Written by: Heidi Ridley and Kathryn McDonald, Co-Founders | Radiant ESG
There is no denying that natural capital – renewable and non-renewable natural resources like plants, animals, soils, minerals, and water from which humans derive a wide variety of services – is critical to our economic wellbeing. According to the World Economic Forum, more than half of the world’s GDP (USD 44 trillion) is moderately or highly dependent on nature and its services. But we are exhausting the resource that is ‘nature’ at an unsustainable rate. In an especially troubling finding, the Dasgupta Review found that the ‘stock of natural capital per person declined by nearly 40% between 1992 and 2014’. Further, the Review states that the demands we put on nature far exceed its capacity to supply us with goods and services, estimating that we would require 1.6 Earths to maintain the current world’s living standards.
At the heart of natural capital is biodiversity, defined as the variability among living organisms from all sources including terrestrial, marine, and other aquatic ecosystems and the ecological complexes of which they are a part; this includes diversity within species, between species and of ecosystem. It represents the living portion of natural capital. Historically, an individual company’s behavior with respect to biodiversity preservation or destruction was simply seen as a reputational issue --a gold star or a black eye, noted only by ‘green’ investors. However, it is increasingly obvious that biodiversity loss has serious financial knock-on effects for companies in the form of missing or more costly raw materials, supply chain interruptions, reduced crop yields, and even ecological system collapse and political unrest. Further, the ‘diversity’ in ‘biodiversity’ makes ecosystems more resilient in the face of shocks, even those related to climate change. The ability of mangroves to protect communities from storm surge, or peat bogs to act as effective carbon sinks are good examples of complex living systems adding to resiliency. We are just now at the beginning of efforts to properly value biodiversity.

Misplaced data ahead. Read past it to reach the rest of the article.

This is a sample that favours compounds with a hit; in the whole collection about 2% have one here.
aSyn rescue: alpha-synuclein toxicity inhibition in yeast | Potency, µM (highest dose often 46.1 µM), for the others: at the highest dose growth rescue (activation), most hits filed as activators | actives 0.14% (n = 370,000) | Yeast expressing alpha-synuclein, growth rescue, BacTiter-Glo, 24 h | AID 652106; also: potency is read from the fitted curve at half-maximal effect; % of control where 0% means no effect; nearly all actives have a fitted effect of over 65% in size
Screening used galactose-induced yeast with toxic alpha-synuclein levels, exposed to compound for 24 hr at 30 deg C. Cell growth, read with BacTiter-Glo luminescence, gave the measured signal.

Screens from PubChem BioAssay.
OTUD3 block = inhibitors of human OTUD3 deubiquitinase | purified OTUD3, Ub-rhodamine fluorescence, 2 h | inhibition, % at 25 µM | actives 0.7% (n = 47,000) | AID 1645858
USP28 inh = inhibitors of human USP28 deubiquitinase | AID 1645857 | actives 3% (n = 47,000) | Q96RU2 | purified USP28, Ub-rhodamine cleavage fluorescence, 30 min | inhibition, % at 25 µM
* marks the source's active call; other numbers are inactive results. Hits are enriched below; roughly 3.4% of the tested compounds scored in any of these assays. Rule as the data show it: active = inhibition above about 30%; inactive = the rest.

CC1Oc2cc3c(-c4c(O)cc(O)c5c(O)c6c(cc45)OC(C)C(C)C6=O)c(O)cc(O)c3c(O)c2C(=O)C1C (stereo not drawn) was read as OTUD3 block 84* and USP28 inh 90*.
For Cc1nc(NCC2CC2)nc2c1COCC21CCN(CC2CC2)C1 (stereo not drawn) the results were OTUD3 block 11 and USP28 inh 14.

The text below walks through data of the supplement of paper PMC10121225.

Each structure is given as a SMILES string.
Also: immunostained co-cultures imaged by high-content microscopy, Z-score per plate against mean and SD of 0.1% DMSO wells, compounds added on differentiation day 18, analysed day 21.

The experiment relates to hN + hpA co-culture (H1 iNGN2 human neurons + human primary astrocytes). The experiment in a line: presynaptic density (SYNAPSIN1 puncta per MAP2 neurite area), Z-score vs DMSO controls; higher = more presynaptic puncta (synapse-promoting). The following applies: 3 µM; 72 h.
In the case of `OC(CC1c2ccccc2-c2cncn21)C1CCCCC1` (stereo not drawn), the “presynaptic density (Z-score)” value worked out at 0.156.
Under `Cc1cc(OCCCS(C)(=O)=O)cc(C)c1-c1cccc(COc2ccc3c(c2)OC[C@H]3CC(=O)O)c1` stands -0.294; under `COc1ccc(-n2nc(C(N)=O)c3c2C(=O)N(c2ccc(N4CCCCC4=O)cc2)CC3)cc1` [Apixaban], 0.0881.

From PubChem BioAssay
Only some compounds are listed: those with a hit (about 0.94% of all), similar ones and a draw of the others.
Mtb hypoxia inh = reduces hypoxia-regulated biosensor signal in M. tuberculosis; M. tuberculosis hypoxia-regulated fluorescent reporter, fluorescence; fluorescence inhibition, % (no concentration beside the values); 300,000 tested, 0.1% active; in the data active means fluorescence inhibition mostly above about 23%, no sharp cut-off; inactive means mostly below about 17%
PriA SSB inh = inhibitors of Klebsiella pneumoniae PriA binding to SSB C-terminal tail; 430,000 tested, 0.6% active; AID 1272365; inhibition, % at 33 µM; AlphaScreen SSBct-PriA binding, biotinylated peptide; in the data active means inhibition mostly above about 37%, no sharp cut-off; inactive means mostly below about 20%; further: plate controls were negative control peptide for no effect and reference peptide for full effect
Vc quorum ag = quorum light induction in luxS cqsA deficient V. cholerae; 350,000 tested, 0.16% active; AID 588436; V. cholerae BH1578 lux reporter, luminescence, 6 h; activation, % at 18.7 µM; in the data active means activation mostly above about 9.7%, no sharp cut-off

There has been considerable focus on finite and inanimate resources like fossil fuels and minerals in recent years – both with respect to their depletion and the consequences of their use. The existential threat posed by climate change has merited the all-hands-on-deck approach that we see presently! Until recently, there has been far less effort put into understanding and valuing our living world. Thankfully, we see investors starting to awaken to the risks of ignoring the biodiversity crisis, and the potential for positive impact by adopting strategies that seek to bring solutions. In a recent survey done by Credit Suisse and Responsible Investor (RI) of 327 institutional investors from 35 countries, 55% said that they believe that biodiversity loss needs to be addressed in the next 24 months, with 67% addressing it ‘to some extent’ in their portfolios (most often through engagement and negative screens). Standards setters are also starting to get on board in earnest. For example, in September 2020, the Task Force on Nature-related Financial Disclosure (TNFD) working group was launched – inspired by the TCFD's efforts on climate, this organization is made up of investors, government bodies, regulators, and other stakeholders who will work toward creating a framework to assess and report on nature-related risks and impact, improving data and metrics for investors.
Much like climate risk, biodiversity risk is more acute for some industries than others. Viewed from the perspective of dependence, companies in the agriculture, food/beverage, apparel/textiles, and pharma industries face outsized risks. From the perspective of impact, agriculture, mining, transport, and energy have all done considerable harm to biodiversity. The financial sector is also at risk with respect to its indirect dependence (via clients), but its impact on biodiversity may be positive or negative, depending on what is funded or insured. The industries that are at greatest direct risk from biodiversity loss will experience intense pressure to evolve their practices if they are to survive (á la what we are witnessing now with respect to the biggest CO2 emitters). And those with indirect exposure will need to think carefully about their dependencies if they are to remain competitive. Importantly, there will be opportunities for companies willing to step forward with nature-positive solutions -- witness the dramatic rise of meat alternatives.
In sum, we see ‘biodiversity’ as occupying the same space as ‘climate’ did five, or even ten years ago. A large swath of investors, lenders and insurers, government institutions, NGOs, regulators, and standards setters have woken up to the fact that biodiversity underlies our economy in ways that many never stopped to imagine. We can model our approach to biodiversity on our approach to climate, leveraging lessons learned including the economic benefit of immediate action. For investors, the takeaway is clear: biodiversity should be our next big focus. As we have seen with ‘climate’, companies that lead on biodiversity should have an advantage relative to their peers, given the overwhelming importance of biodiversity to the existence of companies, our economy, and ourselves.